Is this yet another “benefit” of the American Airlines – US Airways merger?

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By | June 11th, 2014

Here we go again.

A few years ago, I reported on the US Airlines scam, and it seems that shining a little light on the problem made it go away — at least temporarily.

Maybe the light is fading with the ill-conceived merger between American and US Airways — that’s Airways, not Airlines. And maybe that’s what prompted the latest wave of solicitations from this scammy-looking operation.

Jeff Painter sent me a note after receiving one. It was addressed to his wife, Susana.

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“My wife’s name is Susan,” he notes, “not Susana.”

Of course, there’s no mention of how “Susana” qualified for this “award,” but I guess in this day and age when legions of obedient loyalty program members believe they can fly for “free,” anything is possible. Certainly, it’s those people “Coreen Hayes” and her ilk hope will fall for this.


Painter isn’t among them. He forwarded this ridiculous letter from a fake airline to me and asked me to expose it. I’m happy to oblige.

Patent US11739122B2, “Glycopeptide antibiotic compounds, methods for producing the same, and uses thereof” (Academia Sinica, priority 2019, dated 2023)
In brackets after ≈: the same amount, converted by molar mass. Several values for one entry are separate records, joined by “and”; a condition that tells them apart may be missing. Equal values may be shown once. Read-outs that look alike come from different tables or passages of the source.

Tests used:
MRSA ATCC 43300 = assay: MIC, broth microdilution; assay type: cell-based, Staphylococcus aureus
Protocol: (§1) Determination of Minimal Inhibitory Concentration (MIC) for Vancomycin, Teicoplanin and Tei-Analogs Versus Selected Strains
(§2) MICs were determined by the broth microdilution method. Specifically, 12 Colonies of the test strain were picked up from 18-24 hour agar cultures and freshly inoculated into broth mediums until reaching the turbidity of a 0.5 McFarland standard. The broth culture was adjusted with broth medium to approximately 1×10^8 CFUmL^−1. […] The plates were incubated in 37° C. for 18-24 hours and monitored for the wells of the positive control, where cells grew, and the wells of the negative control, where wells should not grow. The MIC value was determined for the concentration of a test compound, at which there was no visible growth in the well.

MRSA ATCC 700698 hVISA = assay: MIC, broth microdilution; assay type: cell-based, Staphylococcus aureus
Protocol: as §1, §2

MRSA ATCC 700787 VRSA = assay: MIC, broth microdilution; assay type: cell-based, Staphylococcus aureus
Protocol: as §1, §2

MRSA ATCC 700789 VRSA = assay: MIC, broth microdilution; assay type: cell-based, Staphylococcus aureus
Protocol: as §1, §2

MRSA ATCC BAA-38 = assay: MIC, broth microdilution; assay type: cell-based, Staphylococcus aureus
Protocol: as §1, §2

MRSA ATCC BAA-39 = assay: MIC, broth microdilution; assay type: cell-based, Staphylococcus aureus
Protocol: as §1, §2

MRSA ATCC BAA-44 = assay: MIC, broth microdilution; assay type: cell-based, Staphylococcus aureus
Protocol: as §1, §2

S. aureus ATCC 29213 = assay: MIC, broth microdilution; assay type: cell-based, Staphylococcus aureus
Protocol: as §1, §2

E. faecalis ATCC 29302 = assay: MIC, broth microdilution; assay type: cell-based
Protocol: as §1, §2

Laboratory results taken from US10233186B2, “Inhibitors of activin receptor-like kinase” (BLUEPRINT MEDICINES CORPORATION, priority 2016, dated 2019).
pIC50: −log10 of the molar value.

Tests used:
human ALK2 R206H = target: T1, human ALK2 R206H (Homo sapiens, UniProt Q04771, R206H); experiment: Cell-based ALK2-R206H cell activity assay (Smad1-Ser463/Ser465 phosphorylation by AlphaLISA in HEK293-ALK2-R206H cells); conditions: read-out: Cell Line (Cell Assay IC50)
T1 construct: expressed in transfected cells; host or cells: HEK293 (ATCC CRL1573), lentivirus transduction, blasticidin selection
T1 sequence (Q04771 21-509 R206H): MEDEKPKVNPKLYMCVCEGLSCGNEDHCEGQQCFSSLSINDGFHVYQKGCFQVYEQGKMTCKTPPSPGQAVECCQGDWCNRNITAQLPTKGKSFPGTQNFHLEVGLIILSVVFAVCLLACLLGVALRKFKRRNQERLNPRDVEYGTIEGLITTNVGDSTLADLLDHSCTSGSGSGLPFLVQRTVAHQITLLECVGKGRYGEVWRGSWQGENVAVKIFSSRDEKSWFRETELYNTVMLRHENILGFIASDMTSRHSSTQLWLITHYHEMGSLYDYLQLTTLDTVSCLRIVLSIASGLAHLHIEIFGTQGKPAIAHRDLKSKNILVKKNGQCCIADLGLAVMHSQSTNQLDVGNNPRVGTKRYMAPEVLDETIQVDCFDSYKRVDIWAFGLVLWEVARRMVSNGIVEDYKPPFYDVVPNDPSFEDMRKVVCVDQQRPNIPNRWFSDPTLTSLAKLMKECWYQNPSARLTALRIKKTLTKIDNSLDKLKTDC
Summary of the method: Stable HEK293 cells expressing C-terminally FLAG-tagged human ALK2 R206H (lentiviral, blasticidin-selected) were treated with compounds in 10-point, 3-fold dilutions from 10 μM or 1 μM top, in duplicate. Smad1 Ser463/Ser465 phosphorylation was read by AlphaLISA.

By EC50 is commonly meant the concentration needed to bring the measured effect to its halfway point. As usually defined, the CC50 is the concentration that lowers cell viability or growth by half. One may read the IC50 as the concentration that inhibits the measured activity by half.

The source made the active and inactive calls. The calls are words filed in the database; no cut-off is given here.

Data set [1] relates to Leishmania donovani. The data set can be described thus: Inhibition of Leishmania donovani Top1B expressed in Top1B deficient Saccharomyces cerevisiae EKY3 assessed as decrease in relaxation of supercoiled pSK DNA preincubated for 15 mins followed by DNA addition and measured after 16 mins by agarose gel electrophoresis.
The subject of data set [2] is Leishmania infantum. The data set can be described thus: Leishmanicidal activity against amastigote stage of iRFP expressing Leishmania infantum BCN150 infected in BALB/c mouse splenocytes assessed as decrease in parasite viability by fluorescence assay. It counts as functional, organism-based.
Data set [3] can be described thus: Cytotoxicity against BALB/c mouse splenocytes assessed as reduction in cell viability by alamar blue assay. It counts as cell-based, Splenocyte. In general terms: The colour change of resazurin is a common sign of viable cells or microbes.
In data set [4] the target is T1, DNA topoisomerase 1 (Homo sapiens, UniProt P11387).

He’s hardly alone. The folks at “US Airlines” (wow, I’m using a lot of quotes today) have been busy little bees, according to commenter Ken, whose father received an identical offer a few days before Painter.

[There was] no return address, no date on postmark, the “stamp” is dated 2007 and is actually OVER the postmark which is 73125 (Oklahoma).

Hard to believe the post office would even deliver.

Same B.S. for 2 roundtrip tickets up to $1,450.00. The vice president’s name is Coreen Hayes, phone #1-844-334-4980.

SOOO many red flags! SCAM!

Hmm, did he say 2007? I believe he did. All of which raises a big question about the timing of the resurgent “US Airlines” scam. Why now?

Here’s my theory: When the US Airways name is finally retired and disappears from the last tail, maybe later this year, it will be much more difficult to pull this ruse. I would guess that the scammers realized the jig is up, and started sending everything out, including envelopes from 2007.

Related story:   The smarter consumer: The three levels of a scam (and how to avoid all of 'em)

How clever.

If that’s true, then we have US Airways to thank for another “benefit” of the merger: The comeback of the US Airlines scam.

Nice going, guys. I knew I should have supported the merger.

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